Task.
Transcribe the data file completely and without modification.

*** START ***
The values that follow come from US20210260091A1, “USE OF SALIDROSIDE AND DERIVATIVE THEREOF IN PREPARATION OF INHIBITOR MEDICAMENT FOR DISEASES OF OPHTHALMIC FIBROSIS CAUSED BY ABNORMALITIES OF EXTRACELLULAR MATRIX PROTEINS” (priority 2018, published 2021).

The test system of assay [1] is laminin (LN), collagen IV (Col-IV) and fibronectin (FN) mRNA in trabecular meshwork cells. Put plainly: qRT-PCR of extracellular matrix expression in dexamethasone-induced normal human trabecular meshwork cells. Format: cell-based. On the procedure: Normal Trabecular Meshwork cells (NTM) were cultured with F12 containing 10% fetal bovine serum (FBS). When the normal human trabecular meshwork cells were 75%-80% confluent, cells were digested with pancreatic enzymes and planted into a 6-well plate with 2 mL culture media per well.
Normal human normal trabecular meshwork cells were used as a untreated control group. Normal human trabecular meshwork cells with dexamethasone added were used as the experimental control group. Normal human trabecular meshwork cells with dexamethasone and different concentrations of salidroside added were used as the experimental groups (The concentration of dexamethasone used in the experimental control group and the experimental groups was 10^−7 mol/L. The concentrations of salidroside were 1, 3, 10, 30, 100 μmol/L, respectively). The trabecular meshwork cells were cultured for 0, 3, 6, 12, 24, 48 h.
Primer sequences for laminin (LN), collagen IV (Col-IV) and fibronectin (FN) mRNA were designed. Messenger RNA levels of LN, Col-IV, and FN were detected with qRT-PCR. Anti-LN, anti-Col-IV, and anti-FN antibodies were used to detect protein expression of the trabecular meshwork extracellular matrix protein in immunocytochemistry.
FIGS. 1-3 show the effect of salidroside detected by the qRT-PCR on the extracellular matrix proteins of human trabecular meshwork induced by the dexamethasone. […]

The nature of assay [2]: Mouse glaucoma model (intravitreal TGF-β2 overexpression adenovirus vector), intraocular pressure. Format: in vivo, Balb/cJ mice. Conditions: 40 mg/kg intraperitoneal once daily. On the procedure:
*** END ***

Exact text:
The values that follow come from US20210260091A1, “USE OF SALIDROSIDE AND DERIVATIVE THEREOF IN PREPARATION OF INHIBITOR MEDICAMENT FOR DISEASES OF OPHTHALMIC FIBROSIS CAUSED BY ABNORMALITIES OF EXTRACELLULAR MATRIX PROTEINS” (priority 2018, published 2021).

The test system of assay [1] is laminin (LN), collagen IV (Col-IV) and fibronectin (FN) mRNA in trabecular meshwork cells. Put plainly: qRT-PCR of extracellular matrix expression in dexamethasone-induced normal human trabecular meshwork cells. Format: cell-based. On the procedure: Normal Trabecular Meshwork cells (NTM) were cultured with F12 containing 10% fetal bovine serum (FBS). When the normal human trabecular meshwork cells were 75%-80% confluent, cells were digested with pancreatic enzymes and planted into a 6-well plate with 2 mL culture media per well.
Normal human normal trabecular meshwork cells were used as a untreated control group. Normal human trabecular meshwork cells with dexamethasone added were used as the experimental control group. Normal human trabecular meshwork cells with dexamethasone and different concentrations of salidroside added were used as the experimental groups (The concentration of dexamethasone used in the experimental control group and the experimental groups was 10^−7 mol/L. The concentrations of salidroside were 1, 3, 10, 30, 100 μmol/L, respectively). The trabecular meshwork cells were cultured for 0, 3, 6, 12, 24, 48 h.
Primer sequences for laminin (LN), collagen IV (Col-IV) and fibronectin (FN) mRNA were designed. Messenger RNA levels of LN, Col-IV, and FN were detected with qRT-PCR. Anti-LN, anti-Col-IV, and anti-FN antibodies were used to detect protein expression of the trabecular meshwork extracellular matrix protein in immunocytochemistry.
FIGS. 1-3 show the effect of salidroside detected by the qRT-PCR on the extracellular matrix proteins of human trabecular meshwork induced by the dexamethasone. […]

The nature of assay [2]: Mouse glaucoma model (intravitreal TGF-β2 overexpression adenovirus vector), intraocular pressure. Format: in vivo, Balb/cJ mice. Conditions: 40 mg/kg intraperitoneal once daily. On the procedure: